Maintaining Oral Health and Hygiene at Home
Dental hygiene is an important part of your pet’s health. Did you know that dental disease can be associated with other serious health problems such as heart disease and kidney disease? “Dog breath” is not normal and could actually be a sign of an unhealthy mouth.
It is our goal to help your pet live a long, healthy life, and we know that maintaining a healthy mouth is part of that. Ask us what you can do at home to control plaque and help protect your pet from dental disease.
Professional Teeth Cleaning
When your pet has plaque and tartar on their teeth, the only cure is a professional teeth cleaning. Professional teeth cleanings are done under anesthesia because we can’t simply ask the pets to keep their mouths opened or to sit still. Anesthesia also prevents pain when working on sore or sensitive areas of the mouth. The veterinarian will determine what types of treatment are necessary, but generally, pet teeth cleanings include:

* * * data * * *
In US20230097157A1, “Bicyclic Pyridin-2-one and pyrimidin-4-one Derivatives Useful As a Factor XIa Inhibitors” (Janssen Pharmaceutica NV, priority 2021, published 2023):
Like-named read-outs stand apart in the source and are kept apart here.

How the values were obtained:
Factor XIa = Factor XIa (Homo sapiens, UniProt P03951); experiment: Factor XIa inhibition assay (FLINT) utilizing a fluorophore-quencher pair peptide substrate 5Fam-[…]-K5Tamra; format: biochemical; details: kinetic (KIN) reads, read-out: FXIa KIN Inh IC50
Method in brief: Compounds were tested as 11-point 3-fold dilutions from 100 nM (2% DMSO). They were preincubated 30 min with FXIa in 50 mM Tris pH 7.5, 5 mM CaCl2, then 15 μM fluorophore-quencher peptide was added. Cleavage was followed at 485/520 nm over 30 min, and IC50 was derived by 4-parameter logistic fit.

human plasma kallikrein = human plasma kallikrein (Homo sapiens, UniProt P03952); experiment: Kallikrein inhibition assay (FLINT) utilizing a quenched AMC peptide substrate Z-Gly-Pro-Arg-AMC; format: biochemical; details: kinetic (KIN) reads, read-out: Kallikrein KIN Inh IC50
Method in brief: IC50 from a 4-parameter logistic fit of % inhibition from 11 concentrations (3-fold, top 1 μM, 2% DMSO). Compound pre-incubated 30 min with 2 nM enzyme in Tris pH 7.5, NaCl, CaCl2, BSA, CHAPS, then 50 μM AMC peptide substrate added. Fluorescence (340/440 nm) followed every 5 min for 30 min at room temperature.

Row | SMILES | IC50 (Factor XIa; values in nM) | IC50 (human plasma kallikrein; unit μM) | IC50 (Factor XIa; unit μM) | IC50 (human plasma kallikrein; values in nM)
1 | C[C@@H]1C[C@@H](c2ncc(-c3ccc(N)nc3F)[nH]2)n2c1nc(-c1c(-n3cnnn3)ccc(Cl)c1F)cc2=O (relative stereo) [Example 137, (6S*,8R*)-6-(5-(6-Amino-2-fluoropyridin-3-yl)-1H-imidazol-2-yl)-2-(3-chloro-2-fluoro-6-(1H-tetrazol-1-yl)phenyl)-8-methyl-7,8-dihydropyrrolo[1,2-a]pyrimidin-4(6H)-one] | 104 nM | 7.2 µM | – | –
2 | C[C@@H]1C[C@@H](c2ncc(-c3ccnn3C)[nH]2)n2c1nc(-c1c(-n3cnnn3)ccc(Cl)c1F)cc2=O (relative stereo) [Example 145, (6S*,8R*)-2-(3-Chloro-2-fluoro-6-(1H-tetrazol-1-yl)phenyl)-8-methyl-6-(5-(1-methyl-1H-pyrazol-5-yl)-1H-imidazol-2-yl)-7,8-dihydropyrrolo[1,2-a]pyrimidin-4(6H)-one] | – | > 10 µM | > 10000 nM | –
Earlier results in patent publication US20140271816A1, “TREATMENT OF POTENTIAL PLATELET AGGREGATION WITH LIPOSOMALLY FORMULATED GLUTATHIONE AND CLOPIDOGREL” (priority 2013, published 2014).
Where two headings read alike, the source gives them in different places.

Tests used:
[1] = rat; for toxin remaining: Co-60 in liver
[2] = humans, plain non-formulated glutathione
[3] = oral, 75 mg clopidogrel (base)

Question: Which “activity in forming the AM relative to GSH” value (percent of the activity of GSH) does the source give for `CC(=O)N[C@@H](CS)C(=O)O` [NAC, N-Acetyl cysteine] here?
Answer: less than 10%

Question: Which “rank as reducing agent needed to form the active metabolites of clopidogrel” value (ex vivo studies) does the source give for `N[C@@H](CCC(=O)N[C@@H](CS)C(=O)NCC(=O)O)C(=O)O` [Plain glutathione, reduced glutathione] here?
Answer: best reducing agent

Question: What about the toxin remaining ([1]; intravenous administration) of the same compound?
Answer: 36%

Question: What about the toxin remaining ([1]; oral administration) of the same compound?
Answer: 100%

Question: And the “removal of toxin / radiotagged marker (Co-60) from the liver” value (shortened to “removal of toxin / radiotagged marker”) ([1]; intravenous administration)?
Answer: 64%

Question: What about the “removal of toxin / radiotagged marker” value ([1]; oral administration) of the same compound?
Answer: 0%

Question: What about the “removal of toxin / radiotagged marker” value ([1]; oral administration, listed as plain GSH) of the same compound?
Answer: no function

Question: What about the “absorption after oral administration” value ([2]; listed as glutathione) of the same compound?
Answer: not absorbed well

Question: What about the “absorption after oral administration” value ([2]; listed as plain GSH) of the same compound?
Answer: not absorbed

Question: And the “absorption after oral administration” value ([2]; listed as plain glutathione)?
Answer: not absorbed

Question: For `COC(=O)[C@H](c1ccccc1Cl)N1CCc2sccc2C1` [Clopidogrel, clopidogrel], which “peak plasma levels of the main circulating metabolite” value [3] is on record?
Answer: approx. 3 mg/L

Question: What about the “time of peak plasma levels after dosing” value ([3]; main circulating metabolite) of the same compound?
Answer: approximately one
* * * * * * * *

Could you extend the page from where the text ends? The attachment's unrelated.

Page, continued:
- Pre-anesthetic care such as blood tests, ECG and IV catheter placement
- Dental x-rays
- Antiseptic rinse, Teeth scaling and tartar removal
- Removal of any loose, cracked or diseased teeth
- Post-treatment antibiotics and/or pain relievers
The cleaning process can stir up a lot of bacteria that had been trapped in the tartar and below the gum line, so it is very likely that your pet will be given antibiotics to take at home. Pain relief medications are not always given after routine cleanings, but if we had to do something painful such as pull a tooth, they will be prescribed to help manage the discomfort.
Dental disease can include symptoms such as:
- Bad Breath
- Reddened, inflamed gums
- Discomfort while eating
- Loose or missing teeth
- Drop in appetite